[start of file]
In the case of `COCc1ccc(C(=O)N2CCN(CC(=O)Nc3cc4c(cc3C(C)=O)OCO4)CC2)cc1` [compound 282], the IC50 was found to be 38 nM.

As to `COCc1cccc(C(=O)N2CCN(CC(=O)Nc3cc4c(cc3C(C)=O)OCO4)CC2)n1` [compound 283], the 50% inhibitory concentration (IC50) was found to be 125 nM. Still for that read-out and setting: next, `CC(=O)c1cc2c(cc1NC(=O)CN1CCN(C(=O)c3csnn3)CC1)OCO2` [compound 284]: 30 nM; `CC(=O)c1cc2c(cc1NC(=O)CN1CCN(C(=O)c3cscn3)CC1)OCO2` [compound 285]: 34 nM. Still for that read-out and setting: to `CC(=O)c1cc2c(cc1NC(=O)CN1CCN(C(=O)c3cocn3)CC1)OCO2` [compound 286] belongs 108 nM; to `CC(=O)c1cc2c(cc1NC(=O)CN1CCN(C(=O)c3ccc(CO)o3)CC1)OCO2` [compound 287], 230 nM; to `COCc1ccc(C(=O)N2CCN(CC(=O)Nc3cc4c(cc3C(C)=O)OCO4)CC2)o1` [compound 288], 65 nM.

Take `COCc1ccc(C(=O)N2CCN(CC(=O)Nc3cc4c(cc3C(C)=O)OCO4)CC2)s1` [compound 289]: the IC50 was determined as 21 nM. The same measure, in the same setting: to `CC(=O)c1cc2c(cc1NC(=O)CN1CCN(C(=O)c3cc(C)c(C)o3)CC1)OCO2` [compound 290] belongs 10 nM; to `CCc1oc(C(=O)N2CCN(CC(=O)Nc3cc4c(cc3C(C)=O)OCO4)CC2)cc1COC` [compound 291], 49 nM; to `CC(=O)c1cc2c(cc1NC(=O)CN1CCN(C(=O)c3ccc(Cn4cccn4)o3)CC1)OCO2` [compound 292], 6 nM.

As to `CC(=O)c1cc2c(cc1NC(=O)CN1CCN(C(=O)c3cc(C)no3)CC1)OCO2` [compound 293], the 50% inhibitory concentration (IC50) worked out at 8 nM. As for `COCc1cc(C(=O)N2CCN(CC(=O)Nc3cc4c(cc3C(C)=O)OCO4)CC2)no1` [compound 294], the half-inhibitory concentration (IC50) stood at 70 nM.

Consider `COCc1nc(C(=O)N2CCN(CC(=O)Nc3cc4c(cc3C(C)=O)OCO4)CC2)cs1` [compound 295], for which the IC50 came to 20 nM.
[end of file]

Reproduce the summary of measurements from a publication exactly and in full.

In the case of `COCc1ccc(C(=O)N2CCN(CC(=O)Nc3cc4c(cc3C(C)=O)OCO4)CC2)cc1` [compound 282], the IC50 was found to be 38 nM.

As to `COCc1cccc(C(=O)N2CCN(CC(=O)Nc3cc4c(cc3C(C)=O)OCO4)CC2)n1` [compound 283], the 50% inhibitory concentration (IC50) was found to be 125 nM. Still for that read-out and setting: next, `CC(=O)c1cc2c(cc1NC(=O)CN1CCN(C(=O)c3csnn3)CC1)OCO2` [compound 284]: 30 nM; `CC(=O)c1cc2c(cc1NC(=O)CN1CCN(C(=O)c3cscn3)CC1)OCO2` [compound 285]: 34 nM. Still for that read-out and setting: to `CC(=O)c1cc2c(cc1NC(=O)CN1CCN(C(=O)c3cocn3)CC1)OCO2` [compound 286] belongs 108 nM; to `CC(=O)c1cc2c(cc1NC(=O)CN1CCN(C(=O)c3ccc(CO)o3)CC1)OCO2` [compound 287], 230 nM; to `COCc1ccc(C(=O)N2CCN(CC(=O)Nc3cc4c(cc3C(C)=O)OCO4)CC2)o1` [compound 288], 65 nM.

Take `COCc1ccc(C(=O)N2CCN(CC(=O)Nc3cc4c(cc3C(C)=O)OCO4)CC2)s1` [compound 289]: the IC50 was determined as 21 nM. The same measure, in the same setting: to `CC(=O)c1cc2c(cc1NC(=O)CN1CCN(C(=O)c3cc(C)c(C)o3)CC1)OCO2` [compound 290] belongs 10 nM; to `CCc1oc(C(=O)N2CCN(CC(=O)Nc3cc4c(cc3C(C)=O)OCO4)CC2)cc1COC` [compound 291], 49 nM; to `CC(=O)c1cc2c(cc1NC(=O)CN1CCN(C(=O)c3ccc(Cn4cccn4)o3)CC1)OCO2` [compound 292], 6 nM.

As to `CC(=O)c1cc2c(cc1NC(=O)CN1CCN(C(=O)c3cc(C)no3)CC1)OCO2` [compound 293], the 50% inhibitory concentration (IC50) worked out at 8 nM. As for `COCc1cc(C(=O)N2CCN(CC(=O)Nc3cc4c(cc3C(C)=O)OCO4)CC2)no1` [compound 294], the half-inhibitory concentration (IC50) stood at 70 nM.

Consider `COCc1nc(C(=O)N2CCN(CC(=O)Nc3cc4c(cc3C(C)=O)OCO4)CC2)cs1` [compound 295], for which the IC50 came to 20 nM.